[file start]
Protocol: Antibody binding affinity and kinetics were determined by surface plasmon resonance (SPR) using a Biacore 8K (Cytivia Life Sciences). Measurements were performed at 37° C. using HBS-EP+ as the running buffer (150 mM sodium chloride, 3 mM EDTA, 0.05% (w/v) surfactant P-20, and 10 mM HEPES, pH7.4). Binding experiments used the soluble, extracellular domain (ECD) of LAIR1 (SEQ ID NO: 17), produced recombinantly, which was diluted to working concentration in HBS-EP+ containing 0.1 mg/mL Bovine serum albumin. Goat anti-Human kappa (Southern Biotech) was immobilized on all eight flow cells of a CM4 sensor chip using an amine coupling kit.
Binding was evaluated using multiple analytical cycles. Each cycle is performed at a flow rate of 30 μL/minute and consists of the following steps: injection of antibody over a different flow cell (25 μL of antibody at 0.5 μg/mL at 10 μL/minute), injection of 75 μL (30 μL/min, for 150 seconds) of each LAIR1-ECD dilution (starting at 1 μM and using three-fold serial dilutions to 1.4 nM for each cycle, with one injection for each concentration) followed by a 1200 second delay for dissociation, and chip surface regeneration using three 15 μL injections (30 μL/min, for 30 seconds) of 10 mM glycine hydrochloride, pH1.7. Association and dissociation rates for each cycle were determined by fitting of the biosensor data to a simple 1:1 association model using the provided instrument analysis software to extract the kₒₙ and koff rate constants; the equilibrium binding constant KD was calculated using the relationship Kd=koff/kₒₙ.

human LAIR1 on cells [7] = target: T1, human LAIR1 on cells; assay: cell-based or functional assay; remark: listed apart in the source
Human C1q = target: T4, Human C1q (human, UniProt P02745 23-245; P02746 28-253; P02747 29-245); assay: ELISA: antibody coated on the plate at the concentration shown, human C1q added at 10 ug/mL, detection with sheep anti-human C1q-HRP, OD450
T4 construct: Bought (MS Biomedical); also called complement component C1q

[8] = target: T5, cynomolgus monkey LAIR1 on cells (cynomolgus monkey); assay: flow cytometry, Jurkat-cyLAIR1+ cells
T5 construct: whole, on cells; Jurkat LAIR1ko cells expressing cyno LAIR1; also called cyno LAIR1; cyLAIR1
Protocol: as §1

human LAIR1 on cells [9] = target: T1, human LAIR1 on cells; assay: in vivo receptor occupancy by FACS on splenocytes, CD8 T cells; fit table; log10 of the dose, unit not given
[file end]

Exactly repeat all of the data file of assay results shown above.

Protocol: Antibody binding affinity and kinetics were determined by surface plasmon resonance (SPR) using a Biacore 8K (Cytivia Life Sciences). Measurements were performed at 37° C. using HBS-EP+ as the running buffer (150 mM sodium chloride, 3 mM EDTA, 0.05% (w/v) surfactant P-20, and 10 mM HEPES, pH7.4). Binding experiments used the soluble, extracellular domain (ECD) of LAIR1 (SEQ ID NO: 17), produced recombinantly, which was diluted to working concentration in HBS-EP+ containing 0.1 mg/mL Bovine serum albumin. Goat anti-Human kappa (Southern Biotech) was immobilized on all eight flow cells of a CM4 sensor chip using an amine coupling kit.
Binding was evaluated using multiple analytical cycles. Each cycle is performed at a flow rate of 30 μL/minute and consists of the following steps: injection of antibody over a different flow cell (25 μL of antibody at 0.5 μg/mL at 10 μL/minute), injection of 75 μL (30 μL/min, for 150 seconds) of each LAIR1-ECD dilution (starting at 1 μM and using three-fold serial dilutions to 1.4 nM for each cycle, with one injection for each concentration) followed by a 1200 second delay for dissociation, and chip surface regeneration using three 15 μL injections (30 μL/min, for 30 seconds) of 10 mM glycine hydrochloride, pH1.7. Association and dissociation rates for each cycle were determined by fitting of the biosensor data to a simple 1:1 association model using the provided instrument analysis software to extract the kₒₙ and koff rate constants; the equilibrium binding constant KD was calculated using the relationship Kd=koff/kₒₙ.

human LAIR1 on cells [7] = target: T1, human LAIR1 on cells; assay: cell-based or functional assay; remark: listed apart in the source
Human C1q = target: T4, Human C1q (human, UniProt P02745 23-245; P02746 28-253; P02747 29-245); assay: ELISA: antibody coated on the plate at the concentration shown, human C1q added at 10 ug/mL, detection with sheep anti-human C1q-HRP, OD450
T4 construct: Bought (MS Biomedical); also called complement component C1q

[8] = target: T5, cynomolgus monkey LAIR1 on cells (cynomolgus monkey); assay: flow cytometry, Jurkat-cyLAIR1+ cells
T5 construct: whole, on cells; Jurkat LAIR1ko cells expressing cyno LAIR1; also called cyno LAIR1; cyLAIR1
Protocol: as §1

human LAIR1 on cells [9] = target: T1, human LAIR1 on cells; assay: in vivo receptor occupancy by FACS on splenocytes, CD8 T cells; fit table; log10 of the dose, unit not given